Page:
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Wild Horse Springs (Ransom Canyon #5)

By:Jodi Thomas

Wild Horse Springs (Ransom Canyon #5)
Author: Jodi Thomas




DAN BRIGMAN HAD been sheriff for half his life. He knew the county, the people and the potholes for miles around Crossroads, Texas. Now that his daughter, Lauren, was grown, being a lawman filled his time. He'd settled into a comfortable aloneness and counted himself lucky.

When he turned onto the county road on the third Friday in November, featherlight snow circled in the cruiser's headlights as if the beams caught winter's breath dancing in the dark along the silent stretch of highway. The first freeze of the season was whispering across the flatland, but Dan feared a storm would rage in a few hours.

He smiled. He loved this time of year. Most folks complained about the cold, the short days, the colorless landscapes, but he liked coming inside after a long day and warming by the fireplace. He loved napping through football games and craved all the food that came with the season. Green chili enchiladas, Hopkins County Stew, spicy pork ribs simmered all day in a slow cooker.

The sheriff laughed out loud. He was starting to sound like an old man. True, there was a brush of gray along his temples, but inside he felt like he was still young. In twenty years, if he kept getting reelected, he'd retire and have time to fish off his dock at the lake house. If he got bored, he'd drop by his old office to tell the next sheriff how to run the county. He'd never run with the bulls or climbed Everest or seen a foreign country, but he'd had a rich life.

Something bright blinked in his headlights just in front of him.

Dan hit the brakes.

With his beams on high, he climbed out of the cruiser, a flashlight in one hand and the other on the butt of his service weapon. The county road might be silent tonight, but this was 111, the stretch of highway where he'd been ambushed four years ago.

That day flashed through his mind more in sounds than pictures. Bullets pinging against the sides of his cruiser like hailstones. Tires popping as they went flat. Brakes squealing while he fought for control. Glass shattering across the windshield and raining onto the pavement.

Then, when all the noise stilled, all he'd felt was pain.

Three bullets were dug out of his body a few hours later. The six months of recovery seemed endless. Four years of peace since, and yet he could still hear the sounds of that one day. He'd watched his blood snake across the highway like a tiny river and pool into the dirt. He'd counted his heartbeats as if needing to know how many were left.

If it hadn't been for one kid pulling him away from the gunfire, he'd be buried in the Ransom Canyon Cemetery, his grave covered in snow tonight.

Dan pushed the memories aside as he focused the flashlight's beam on a sparkly blue object in the road.

A boot. One tall blue woman's boot stood proud on the center stripe. The kind of fancy boot with rhinestones and stitching in the leather from the ankle up. One like cowgirls wore to dance in until the bar closed. One that would never be worn to work cattle.

Dan relaxed as he stared down at the boot. County Road 111 was mostly traveled by locals, and none of the ranch folks wore fancy footwear like this.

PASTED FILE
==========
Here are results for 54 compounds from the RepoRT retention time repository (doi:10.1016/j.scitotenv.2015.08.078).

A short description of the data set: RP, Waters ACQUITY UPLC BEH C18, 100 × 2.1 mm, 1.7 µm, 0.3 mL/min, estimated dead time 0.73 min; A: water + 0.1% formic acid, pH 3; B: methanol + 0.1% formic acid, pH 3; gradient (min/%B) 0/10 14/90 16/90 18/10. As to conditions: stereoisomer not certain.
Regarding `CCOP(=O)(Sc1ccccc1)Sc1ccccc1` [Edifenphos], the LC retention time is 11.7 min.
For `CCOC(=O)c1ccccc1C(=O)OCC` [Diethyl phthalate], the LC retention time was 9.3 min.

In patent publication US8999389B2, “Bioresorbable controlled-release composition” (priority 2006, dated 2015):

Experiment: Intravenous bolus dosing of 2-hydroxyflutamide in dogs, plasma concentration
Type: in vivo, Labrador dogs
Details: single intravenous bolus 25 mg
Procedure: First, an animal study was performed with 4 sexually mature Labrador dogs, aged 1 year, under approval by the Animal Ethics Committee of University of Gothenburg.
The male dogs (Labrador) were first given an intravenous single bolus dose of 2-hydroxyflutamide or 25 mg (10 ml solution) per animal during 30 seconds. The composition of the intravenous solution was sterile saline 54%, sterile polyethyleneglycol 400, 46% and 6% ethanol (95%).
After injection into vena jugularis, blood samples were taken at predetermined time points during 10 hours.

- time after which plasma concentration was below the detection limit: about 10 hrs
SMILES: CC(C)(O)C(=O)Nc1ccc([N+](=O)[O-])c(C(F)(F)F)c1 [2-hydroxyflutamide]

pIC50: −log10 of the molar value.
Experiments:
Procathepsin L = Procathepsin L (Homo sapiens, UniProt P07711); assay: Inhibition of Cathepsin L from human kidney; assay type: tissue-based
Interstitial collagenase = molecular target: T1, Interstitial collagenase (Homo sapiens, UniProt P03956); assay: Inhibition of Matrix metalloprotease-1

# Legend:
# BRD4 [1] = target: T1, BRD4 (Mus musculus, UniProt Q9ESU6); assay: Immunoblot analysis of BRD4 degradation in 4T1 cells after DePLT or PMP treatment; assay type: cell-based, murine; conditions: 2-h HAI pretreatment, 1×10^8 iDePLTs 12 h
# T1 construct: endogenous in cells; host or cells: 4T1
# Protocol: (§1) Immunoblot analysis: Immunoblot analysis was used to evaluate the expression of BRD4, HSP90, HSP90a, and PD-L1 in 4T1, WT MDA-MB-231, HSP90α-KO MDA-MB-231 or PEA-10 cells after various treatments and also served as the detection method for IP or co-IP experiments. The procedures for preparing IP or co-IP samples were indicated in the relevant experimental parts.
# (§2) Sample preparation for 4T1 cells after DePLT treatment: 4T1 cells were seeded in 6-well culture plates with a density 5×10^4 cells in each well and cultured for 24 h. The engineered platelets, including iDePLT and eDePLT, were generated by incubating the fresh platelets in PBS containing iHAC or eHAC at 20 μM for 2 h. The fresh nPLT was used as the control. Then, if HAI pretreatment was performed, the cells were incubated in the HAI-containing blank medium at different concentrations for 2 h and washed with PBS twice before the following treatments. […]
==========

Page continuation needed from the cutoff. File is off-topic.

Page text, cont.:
"It's a mystery," he said aloud. Dan was fully aware that he was talking to himself, but then who was around to object?

He picked up the boot and walked back to his car. If someone had tossed it out, which wasn't likely, it probably wouldn't have been standing straight up on the center line. No one would have thrown away just one even if they hated wearing them. A pair like this probably cost five hundred dollars or more.

By the car light he examined his find. Deep blue, like the sky turned just before it rained. The sole was worn. No other scrapes. Whoever wore this never shoved it into a stirrup.

Dan put the boot in the passenger seat and pushed the car into gear. "Well, pretty lady," he said with a laugh. "How about riding along with me tonight?"

Any woman who wore a boot like this one would show it off. She'd have on tight jeans tucked into the top. She'd be outgoing, maybe wild. She'd laugh easy and probably yell when she argued. She'd take big gulps of life.

That kind of woman would never be attracted to him. Dan was as solid as the canyon walls, probably borderline boring if he thought about it, and as his daughter often reminded him, predictable.

Dan never allowed himself to daydream. He was always serious, a man who was his job, not one who just wore the uniform. But tonight, cloudy starless skies made the world seem more fantasy than real, and the rich blue leather sparkled in the dashboard lights.

"I guess I better start looking for Cinderella, because some cowgirl princess has lost her slipper."

He remembered how Lauren was always telling him he needed to go out now and then. Maybe he could text her a picture of the boot and tell her he'd made the first step. Lauren had probably meant he should date one of the church ladies who asked him for favors, such as judging the jams competitions for charity, or invited him to the Wednesday-morning breakfast because they "needed more men." His daughter had not meant for him to step out with the kind of woman who'd wear a rhinestone boot.

It was almost one o'clock when the sheriff pulled into the Two Step Saloon's dirt parking lot. The bar was outside the city limits of Crossroads, but Dan swore he could hear the bass beating some nights from his office a few miles away. Most Friday nights he would have already had at least one call from the bartender before now. But since the Nowhere Club opened thirty miles south of Crossroads, business had dropped off along with arrests in Dan's county.

Grabbing the boot, Dan walked into the Two Step. Maybe, if the place wasn't too loud, or the folks too drunk, someone would remember seeing a lady we